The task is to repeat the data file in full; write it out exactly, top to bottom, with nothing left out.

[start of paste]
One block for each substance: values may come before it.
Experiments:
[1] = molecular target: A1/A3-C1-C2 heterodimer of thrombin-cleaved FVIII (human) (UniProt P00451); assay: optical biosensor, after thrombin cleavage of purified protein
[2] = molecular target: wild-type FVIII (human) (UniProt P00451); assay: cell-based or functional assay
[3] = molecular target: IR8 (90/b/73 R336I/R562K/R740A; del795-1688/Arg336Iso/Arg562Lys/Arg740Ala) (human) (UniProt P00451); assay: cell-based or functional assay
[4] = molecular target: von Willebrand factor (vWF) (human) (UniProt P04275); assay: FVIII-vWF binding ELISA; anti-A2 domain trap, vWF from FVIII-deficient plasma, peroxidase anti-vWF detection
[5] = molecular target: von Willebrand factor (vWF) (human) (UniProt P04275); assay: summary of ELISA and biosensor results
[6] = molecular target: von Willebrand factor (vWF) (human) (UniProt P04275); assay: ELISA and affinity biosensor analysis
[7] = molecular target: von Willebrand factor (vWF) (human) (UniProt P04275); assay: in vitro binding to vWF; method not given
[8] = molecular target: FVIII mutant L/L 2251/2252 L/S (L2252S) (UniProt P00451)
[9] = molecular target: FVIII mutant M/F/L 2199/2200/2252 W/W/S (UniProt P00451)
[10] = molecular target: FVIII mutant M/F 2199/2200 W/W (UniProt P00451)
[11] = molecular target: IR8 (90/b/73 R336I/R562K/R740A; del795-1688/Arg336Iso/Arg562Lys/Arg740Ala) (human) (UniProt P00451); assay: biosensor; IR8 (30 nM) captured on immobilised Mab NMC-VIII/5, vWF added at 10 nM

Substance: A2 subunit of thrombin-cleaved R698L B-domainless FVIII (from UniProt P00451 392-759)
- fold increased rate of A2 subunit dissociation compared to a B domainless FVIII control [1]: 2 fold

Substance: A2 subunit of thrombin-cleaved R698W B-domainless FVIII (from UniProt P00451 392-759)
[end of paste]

One block for each substance: values may come before it.
Experiments:
[1] = molecular target: A1/A3-C1-C2 heterodimer of thrombin-cleaved FVIII (human) (UniProt P00451); assay: optical biosensor, after thrombin cleavage of purified protein
[2] = molecular target: wild-type FVIII (human) (UniProt P00451); assay: cell-based or functional assay
[3] = molecular target: IR8 (90/b/73 R336I/R562K/R740A; del795-1688/Arg336Iso/Arg562Lys/Arg740Ala) (human) (UniProt P00451); assay: cell-based or functional assay
[4] = molecular target: von Willebrand factor (vWF) (human) (UniProt P04275); assay: FVIII-vWF binding ELISA; anti-A2 domain trap, vWF from FVIII-deficient plasma, peroxidase anti-vWF detection
[5] = molecular target: von Willebrand factor (vWF) (human) (UniProt P04275); assay: summary of ELISA and biosensor results
[6] = molecular target: von Willebrand factor (vWF) (human) (UniProt P04275); assay: ELISA and affinity biosensor analysis
[7] = molecular target: von Willebrand factor (vWF) (human) (UniProt P04275); assay: in vitro binding to vWF; method not given
[8] = molecular target: FVIII mutant L/L 2251/2252 L/S (L2252S) (UniProt P00451)
[9] = molecular target: FVIII mutant M/F/L 2199/2200/2252 W/W/S (UniProt P00451)
[10] = molecular target: FVIII mutant M/F 2199/2200 W/W (UniProt P00451)
[11] = molecular target: IR8 (90/b/73 R336I/R562K/R740A; del795-1688/Arg336Iso/Arg562Lys/Arg740Ala) (human) (UniProt P00451); assay: biosensor; IR8 (30 nM) captured on immobilised Mab NMC-VIII/5, vWF added at 10 nM

Substance: A2 subunit of thrombin-cleaved R698L B-domainless FVIII (from UniProt P00451 392-759)
- fold increased rate of A2 subunit dissociation compared to a B domainless FVIII control [1]: 2 fold

Substance: A2 subunit of thrombin-cleaved R698W B-domainless FVIII (from UniProt P00451 392-759)